The next day Sergio drove us to what he calls his alberca. The images speak for themselves with clear blue and green fresh water that feels like cucumber bath and facial. It’s even more beautiful in person. At one point all the family that had joined us in the water left. There was the most serene quiet with bird chirps and water drips. Every time I got out I had the urge to jump back in again and I did several times. Until Sergio told me there would never be a time in which I felt satisfied enough to not jump back in so we left. Most people I spoke to from Mexico City had never heard of Xilitla, but I am glad I decided to go anyway because it is a haven of fresh water pools and nature.



Surrealism and Spanish in Mexico


Surrealism in Conversation

I’m sitting in the back of an Uberpool listening to Omar, the driver, speaking to Marianna, my co-rider. While I’ve gotten used to what words mean literally in Spanish, I’m noticing something else about the way these words move between people in space. The words, simple exchanges of “where would you like to be dropped off?” and “not really sure, if this is what the GPS says then it’s good”, roll between Omar and Marianna in a dance. Their back and forth consists of phrases which don’t have a finality, almost never reaching the point. Marianna makes a joke about not actually knowing which address she put into the Uber app and Omar says something about bothering her with asking in the first place. Yet I had the feeling that they were saying something more which I couldn’t grasp. Even though I understand the literal words, I am left with the feeling, which I often get around speakers of Mexican Spanish, that I am missing something.

Often times when I am sitting around with people who are emphatically in conversation in Spanish, I will eagerly ask my friend “what are you talking about?” because I might have lost the thread or had no idea in the first place. The answer my friend gives me will be something simple, like “he’s just telling me how the avocados he bought for dinner were not ripe”, and I’m left feeling disappointed because I could have sworn they were talking about something more interesting.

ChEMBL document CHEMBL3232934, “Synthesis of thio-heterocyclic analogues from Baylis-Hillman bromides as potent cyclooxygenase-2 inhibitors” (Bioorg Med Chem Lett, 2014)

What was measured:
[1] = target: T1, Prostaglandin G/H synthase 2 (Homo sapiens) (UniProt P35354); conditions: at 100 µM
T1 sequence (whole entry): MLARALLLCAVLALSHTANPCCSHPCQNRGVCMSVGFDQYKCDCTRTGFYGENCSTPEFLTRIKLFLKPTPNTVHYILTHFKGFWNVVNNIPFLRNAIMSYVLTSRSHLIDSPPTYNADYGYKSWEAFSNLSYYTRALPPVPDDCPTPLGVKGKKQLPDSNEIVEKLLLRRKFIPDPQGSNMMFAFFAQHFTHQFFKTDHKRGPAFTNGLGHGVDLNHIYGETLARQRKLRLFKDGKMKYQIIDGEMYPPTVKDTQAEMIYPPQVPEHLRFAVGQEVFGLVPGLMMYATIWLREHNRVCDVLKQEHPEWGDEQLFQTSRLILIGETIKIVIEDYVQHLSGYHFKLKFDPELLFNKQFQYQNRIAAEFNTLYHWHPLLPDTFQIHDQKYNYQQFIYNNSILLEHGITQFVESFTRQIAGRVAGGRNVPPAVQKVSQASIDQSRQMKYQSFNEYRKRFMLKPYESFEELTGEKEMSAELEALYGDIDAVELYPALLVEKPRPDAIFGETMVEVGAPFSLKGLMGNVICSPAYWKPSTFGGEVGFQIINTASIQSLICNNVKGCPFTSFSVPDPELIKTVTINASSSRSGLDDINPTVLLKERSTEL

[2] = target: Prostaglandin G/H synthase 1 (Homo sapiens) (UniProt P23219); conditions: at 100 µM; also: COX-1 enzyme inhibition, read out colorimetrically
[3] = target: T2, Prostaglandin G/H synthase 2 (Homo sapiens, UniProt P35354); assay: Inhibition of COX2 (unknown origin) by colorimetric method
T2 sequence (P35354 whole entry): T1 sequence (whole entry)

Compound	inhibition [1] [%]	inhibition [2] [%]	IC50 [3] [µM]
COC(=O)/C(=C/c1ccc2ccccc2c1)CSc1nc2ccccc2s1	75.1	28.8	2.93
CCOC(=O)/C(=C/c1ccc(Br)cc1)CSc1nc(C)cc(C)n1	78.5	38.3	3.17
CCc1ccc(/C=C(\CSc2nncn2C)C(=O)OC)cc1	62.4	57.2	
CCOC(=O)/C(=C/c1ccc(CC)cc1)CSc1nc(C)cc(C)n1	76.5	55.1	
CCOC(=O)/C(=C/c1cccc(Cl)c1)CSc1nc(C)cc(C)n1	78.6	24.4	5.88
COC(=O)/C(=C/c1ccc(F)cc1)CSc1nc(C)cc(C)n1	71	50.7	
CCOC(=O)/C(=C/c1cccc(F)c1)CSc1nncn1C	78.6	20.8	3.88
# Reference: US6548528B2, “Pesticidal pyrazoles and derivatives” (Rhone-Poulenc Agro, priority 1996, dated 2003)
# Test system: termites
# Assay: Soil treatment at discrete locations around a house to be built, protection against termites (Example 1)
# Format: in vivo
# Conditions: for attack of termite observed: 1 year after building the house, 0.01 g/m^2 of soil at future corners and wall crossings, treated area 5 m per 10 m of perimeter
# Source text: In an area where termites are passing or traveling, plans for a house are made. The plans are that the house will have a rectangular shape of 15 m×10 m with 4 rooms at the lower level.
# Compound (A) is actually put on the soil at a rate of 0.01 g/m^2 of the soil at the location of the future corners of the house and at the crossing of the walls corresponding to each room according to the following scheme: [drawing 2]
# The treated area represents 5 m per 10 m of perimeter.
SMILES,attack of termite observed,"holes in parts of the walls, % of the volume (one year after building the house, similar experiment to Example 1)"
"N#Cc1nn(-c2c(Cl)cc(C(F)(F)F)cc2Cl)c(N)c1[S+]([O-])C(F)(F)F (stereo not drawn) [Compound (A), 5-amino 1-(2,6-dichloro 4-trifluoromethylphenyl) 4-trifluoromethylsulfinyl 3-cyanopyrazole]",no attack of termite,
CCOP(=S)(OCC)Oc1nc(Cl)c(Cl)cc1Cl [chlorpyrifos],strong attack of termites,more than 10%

I started to realize that the conversations I witnessed but didn’t quite understand felt like more not because of the words but because of the way they are speaking. The way conversations flow among people in Mexico leaves room for something more. People speak in a circular way that surrounds the point, or rather a point since we don’t know which it is, and moves around it instead of heading straight for it. This means that conversations last a lot longer and that there is always the potential for the conversation to become more or to fugue into something else.

It is as if deciding upon a final point is to let the conversation die and the potential of what the connection could be or the meaning of the interaction becomes final. Although I found this confusing at first, it was through conversations with my friend Oscar that I was able to begin to understand the purpose and intelligence of this. I would always be interested in Oscar’s responses to my statements. I asked him several times “Ok, but what does that have to do with what we’re talking about?” Sometimes he would bring it back in a way I had not foreseen at all and other times it did not matter what it had to do with our original point. Not heading straight for the point is about not ascribing meaning to an ever-changing interaction.